To the administrators:
The following was published in Century Publishing's COMBO # 30, July 1997. I tried to send the text via e-mail, but I doubt it was recieved, so I'm transcribing it here in the hope that it will be included in the Atlas Archives. So without further ado . . .
FROM THE COLLECTOR'S CLOSET
Morlock the cannibal superhero
AT A GLANCE, MORLOCK 2001 IS NOT the most original comic I've ever read. It is mostly a hodgepodge of concepts about dystopian futures borrowed from classic SF stories like Bradbury's Fahrenheit 451, Orwell's 1984, and Wells' The Time Machine. These ideas have been oddly meshed with one of the most bizarre superhero concepts I've ever seen ---- a plant-man who was born from a giant pod and possesses weird botanical powers. The end result is a series you might expect to fall somewhere between the laughable and the strangely intriguing. Since Morlock actually made it to the "Closet," you've probably guessed that it landed closer to the latter than the former. What you're wondering now is why.
The answer is the surreal and compelling scripting of Michael Fleisher. Against all odds, Fleisher breathes genuine life into this story by delivering a reasonably fresh script with enough unexpected twists to keep it interesting. First, Morlock the plantman, who was created by an underground scientist to opose an evil totalitarian government, is captured by the Thought Police and put to work as an assassin for the very people he was meant to destroy. Morlock's greatest weapon is his ability to turn anyone he touches into fungus. What he eventually learns, though, is that he is also subject to a terrible, random transformation during which he becomes a giant walking tree with tentacles and feeds on live humans. And this is the good guy.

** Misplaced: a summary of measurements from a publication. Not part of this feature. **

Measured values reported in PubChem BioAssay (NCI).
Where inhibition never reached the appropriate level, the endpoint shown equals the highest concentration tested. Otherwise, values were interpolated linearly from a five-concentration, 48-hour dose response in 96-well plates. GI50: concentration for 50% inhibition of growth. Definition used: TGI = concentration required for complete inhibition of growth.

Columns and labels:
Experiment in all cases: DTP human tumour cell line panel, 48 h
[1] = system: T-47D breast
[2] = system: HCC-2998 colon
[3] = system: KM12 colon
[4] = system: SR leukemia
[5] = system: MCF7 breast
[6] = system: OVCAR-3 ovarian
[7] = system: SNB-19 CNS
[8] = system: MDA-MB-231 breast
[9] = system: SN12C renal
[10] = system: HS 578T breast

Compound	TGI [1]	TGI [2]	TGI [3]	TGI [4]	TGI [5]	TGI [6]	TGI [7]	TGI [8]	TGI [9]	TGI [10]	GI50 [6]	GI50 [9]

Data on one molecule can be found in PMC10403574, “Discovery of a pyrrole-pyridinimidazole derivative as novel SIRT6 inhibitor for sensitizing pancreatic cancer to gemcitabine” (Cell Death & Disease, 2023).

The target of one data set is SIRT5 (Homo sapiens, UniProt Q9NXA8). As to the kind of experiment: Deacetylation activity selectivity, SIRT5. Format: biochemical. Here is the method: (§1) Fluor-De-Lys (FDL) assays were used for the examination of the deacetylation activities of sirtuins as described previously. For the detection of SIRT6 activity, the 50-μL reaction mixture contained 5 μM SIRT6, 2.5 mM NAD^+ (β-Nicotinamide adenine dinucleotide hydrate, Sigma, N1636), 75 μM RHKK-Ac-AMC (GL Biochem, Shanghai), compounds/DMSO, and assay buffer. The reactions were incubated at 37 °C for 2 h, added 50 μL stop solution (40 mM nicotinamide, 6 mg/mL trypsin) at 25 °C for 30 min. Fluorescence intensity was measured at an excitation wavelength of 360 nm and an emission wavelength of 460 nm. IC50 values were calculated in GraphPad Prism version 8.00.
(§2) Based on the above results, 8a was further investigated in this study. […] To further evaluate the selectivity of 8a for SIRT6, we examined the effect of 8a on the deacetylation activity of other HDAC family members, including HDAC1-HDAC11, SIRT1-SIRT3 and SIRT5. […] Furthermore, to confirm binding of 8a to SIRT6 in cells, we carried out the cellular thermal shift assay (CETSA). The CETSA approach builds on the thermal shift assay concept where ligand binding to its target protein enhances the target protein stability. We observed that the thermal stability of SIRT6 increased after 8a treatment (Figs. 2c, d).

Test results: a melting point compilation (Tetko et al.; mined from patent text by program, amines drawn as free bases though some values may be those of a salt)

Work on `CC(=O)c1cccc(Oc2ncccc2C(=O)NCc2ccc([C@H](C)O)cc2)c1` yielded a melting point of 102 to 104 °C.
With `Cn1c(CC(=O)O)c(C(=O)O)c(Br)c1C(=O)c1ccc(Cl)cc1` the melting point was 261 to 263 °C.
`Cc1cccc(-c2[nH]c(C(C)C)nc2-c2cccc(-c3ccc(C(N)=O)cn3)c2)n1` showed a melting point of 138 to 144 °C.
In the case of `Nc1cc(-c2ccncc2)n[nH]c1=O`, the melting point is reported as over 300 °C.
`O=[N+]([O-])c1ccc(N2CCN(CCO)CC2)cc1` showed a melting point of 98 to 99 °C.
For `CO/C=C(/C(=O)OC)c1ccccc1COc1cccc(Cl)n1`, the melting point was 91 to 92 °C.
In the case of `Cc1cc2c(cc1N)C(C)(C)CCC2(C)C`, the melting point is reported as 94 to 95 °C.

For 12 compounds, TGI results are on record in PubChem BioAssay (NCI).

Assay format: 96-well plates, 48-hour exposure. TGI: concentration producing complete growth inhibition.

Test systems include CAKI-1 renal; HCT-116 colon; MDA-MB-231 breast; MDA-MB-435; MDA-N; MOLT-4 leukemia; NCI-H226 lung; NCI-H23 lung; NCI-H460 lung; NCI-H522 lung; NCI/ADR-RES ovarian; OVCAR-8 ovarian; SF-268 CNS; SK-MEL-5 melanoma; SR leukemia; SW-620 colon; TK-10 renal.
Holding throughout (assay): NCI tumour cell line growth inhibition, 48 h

Eventually, Morlock realizes he's being used by the government and breaks free, but life on the run is no easy road. There's a bounty on his head, and he has a tendency to devour those who try to help him. But his travels take us deeper into this comic's eerie vision of the future, which only gets more bizarre when the third issue launches a whole new direction. With that issue, Gary Friedrich takes over as scripter and introduces another odd character, the Midnight Man, who seems intended to team up with Morlock, though things don't quite work out as expected. The story's shock ending had me awaiting the next issue. Unfortunately, I'm still waiting ---- and will be for a long time. The third issue was also the final issue.
Allen Milgrom and Jack Abel handled the artwork for Morlock's first two issues, providing a solid job of storytelling mixed with some unusual visual treats, particularly the design of the transformed Morlock. The real gem of the series where the art is concerned, though, is in the third issue, pencilled by Steve Ditko and inked by Bernie Wrightson. It is a rare team-up between two of comicdom's greats, and the result is a clean, moody job that suits the strange storyline.
Morlock 2001 is valued at between $1 and $2.